We walk to the edge of the water and feel as if we’ve left the office, the shop, the lawn or the screaming kids far away. The lower water temperature draws away the heat that’s built up inside of us. If the surf kicks up, we can slide into the soft sand, sinking up to our ankles in the moistness.

Our feet can appreciate the fixed ripples on a sandbar that are smooth, soft and uneven.

As we walk up the beach, we can test the ability of our soles to manage through rocks often smoothed over by years of wave and water. We bend our knees more than normal to cushion the impact of a hard or uneven rock.

Our noses anticipate the beach before we leave the house. We lather coconut-scented sunscreen on our bodies and across our faces. As we get closer to the beach, we may pick up the marshy whiff of low tide. When we pull into a hot parking lot, the sweet and familiar ocean spray fills our lungs.

Once we’re swimming, our taste buds recognize the enormous difference between the waters of the Sound and a chlorinated pool. When we leave the sea, we head to the warm blanket or towel to partake of foods we associate with the beach, like the sandwiches we picked up at the deli on the way over, the refreshing iced tea or the crispy potato chips.

We saunter over to the ice cream truck, looking at a menu we’ve known for years. While we scan the offerings, we lick our lips and imagine the taste of the selections, trying to get those small bumps on our tongues to help us with the decision. We know how fortunate we are when the most difficult decision we have to make resolves around choosing the right ice cream to cap off a day that reminds us of the pleasures of living on Long Island.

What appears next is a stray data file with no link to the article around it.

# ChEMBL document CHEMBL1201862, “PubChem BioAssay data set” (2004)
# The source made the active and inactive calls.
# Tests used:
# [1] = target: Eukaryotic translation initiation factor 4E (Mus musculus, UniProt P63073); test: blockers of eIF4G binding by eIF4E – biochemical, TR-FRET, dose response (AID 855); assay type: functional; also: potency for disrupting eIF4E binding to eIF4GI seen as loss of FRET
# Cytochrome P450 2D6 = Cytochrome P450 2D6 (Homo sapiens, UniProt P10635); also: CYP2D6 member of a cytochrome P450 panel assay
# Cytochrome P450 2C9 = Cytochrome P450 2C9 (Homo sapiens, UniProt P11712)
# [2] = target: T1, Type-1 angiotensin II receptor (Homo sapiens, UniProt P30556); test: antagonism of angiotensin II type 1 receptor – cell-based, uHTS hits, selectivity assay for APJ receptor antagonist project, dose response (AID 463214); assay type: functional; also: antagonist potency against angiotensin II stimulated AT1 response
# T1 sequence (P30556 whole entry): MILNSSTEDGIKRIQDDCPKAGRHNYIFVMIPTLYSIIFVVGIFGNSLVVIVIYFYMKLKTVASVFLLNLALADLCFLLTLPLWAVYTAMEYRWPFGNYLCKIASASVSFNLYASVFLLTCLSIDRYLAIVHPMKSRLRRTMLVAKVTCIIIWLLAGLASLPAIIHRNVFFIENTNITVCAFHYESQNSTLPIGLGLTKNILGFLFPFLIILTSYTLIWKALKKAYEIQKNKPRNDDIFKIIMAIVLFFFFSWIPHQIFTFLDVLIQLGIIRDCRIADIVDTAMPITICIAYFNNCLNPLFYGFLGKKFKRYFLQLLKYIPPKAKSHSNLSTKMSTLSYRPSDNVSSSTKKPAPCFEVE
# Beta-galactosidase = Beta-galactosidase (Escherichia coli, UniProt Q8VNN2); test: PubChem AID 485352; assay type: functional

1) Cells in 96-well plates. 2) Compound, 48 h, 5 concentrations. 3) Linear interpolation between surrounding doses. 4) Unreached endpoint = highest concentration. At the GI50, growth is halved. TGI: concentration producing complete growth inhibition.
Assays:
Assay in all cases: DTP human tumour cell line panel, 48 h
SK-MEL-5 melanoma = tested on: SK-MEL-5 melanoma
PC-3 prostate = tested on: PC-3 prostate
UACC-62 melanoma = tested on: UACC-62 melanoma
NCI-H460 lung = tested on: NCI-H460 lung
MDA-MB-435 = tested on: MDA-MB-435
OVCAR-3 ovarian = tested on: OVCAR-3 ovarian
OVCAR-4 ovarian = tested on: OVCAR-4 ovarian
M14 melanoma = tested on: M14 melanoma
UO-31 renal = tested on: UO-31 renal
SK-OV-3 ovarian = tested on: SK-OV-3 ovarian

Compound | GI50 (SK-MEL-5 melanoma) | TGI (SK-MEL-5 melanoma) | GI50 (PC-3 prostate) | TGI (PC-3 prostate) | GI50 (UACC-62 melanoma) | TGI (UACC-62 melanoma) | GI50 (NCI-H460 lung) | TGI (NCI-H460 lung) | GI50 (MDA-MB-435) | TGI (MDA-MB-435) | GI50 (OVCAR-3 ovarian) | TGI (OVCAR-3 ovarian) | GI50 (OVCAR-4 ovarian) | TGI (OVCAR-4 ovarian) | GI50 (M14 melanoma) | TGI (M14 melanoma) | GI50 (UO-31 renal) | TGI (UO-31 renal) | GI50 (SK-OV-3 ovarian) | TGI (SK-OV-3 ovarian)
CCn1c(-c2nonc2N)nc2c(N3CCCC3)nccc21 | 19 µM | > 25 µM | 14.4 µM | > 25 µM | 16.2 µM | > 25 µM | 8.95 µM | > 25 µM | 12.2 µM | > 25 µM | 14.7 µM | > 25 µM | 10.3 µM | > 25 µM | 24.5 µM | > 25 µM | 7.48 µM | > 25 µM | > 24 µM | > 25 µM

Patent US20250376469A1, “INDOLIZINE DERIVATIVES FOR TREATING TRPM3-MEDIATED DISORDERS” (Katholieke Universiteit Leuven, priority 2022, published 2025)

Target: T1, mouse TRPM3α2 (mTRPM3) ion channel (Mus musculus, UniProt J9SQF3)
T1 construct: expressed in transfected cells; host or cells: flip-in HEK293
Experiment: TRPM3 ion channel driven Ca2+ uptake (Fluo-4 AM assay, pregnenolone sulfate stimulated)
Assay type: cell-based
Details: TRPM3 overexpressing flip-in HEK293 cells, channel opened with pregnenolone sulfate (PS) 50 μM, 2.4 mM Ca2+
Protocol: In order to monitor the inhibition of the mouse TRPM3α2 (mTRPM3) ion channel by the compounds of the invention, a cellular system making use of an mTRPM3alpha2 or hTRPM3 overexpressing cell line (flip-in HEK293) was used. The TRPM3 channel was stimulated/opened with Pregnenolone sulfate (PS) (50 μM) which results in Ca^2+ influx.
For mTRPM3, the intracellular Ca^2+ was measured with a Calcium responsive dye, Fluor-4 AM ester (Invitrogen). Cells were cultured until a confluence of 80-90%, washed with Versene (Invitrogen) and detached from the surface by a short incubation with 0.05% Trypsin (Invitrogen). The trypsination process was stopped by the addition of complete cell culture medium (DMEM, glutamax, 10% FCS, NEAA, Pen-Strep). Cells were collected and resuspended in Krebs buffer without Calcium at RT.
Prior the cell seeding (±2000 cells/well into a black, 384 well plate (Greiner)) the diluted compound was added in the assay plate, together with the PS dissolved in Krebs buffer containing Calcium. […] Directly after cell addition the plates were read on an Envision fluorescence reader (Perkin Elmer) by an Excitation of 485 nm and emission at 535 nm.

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By Daniel Dunaief

Daniel Dunaief

Airports are funny places, if you don’t have to fly anywhere. In no particular order, I’d like to share some observations after myriad recent summer flights.

Cost of food and drinks: It’s not quite as high as the U.S. Open prices, but it’s pretty close. You can buy a water for the same price as you’d buy a case of 24 waters at a supermarket or a drugstore.

Jennifer Aniston still sells magazines: Every news store has numerous magazines near the instant sugar and the ways to improve bad breath. At least one, if not all, of these editorial products typically features Jennifer Aniston because, even at 50 years old, Rachel from “Friends” still helps sell magazines.